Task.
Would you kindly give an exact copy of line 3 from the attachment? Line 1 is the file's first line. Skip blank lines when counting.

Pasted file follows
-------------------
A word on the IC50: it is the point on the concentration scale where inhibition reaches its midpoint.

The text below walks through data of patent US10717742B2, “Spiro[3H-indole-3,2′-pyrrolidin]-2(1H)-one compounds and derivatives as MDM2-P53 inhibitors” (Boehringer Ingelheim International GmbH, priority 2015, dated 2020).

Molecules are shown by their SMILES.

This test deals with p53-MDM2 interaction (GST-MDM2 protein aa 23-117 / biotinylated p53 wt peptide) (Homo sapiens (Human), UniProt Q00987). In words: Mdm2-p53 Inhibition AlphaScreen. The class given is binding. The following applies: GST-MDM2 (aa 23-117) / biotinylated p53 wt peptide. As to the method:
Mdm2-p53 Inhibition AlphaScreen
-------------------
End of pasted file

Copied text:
Molecules are shown by their SMILES.